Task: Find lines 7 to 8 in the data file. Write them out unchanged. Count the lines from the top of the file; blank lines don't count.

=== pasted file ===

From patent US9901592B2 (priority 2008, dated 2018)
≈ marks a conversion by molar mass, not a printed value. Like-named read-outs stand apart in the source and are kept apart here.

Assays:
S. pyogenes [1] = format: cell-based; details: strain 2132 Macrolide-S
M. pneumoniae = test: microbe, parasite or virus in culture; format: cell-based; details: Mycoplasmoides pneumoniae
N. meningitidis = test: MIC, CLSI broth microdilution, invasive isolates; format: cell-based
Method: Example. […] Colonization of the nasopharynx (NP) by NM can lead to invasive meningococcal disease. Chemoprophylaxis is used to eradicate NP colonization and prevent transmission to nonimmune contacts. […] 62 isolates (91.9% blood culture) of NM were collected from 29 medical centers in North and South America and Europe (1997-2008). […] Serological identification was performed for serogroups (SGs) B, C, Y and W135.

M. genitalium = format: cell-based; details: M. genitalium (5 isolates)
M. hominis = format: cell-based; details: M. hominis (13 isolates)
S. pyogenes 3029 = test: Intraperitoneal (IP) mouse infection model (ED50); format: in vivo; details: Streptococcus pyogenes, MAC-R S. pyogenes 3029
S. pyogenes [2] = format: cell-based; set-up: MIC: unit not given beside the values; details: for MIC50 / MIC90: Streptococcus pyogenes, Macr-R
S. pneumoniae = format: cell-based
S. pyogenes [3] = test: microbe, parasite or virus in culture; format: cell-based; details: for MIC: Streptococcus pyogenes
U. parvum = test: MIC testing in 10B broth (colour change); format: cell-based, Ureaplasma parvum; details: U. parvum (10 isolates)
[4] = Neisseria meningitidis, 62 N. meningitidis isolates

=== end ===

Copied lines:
Method: Example. […] Colonization of the nasopharynx (NP) by NM can lead to invasive meningococcal disease. Chemoprophylaxis is used to eradicate NP colonization and prevent transmission to nonimmune contacts. […] 62 isolates (91.9% blood culture) of NM were collected from 29 medical centers in North and South America and Europe (1997-2008). […] Serological identification was performed for serogroups (SGs) B, C, Y and W135.

M. genitalium = format: cell-based; details: M. genitalium (5 isolates)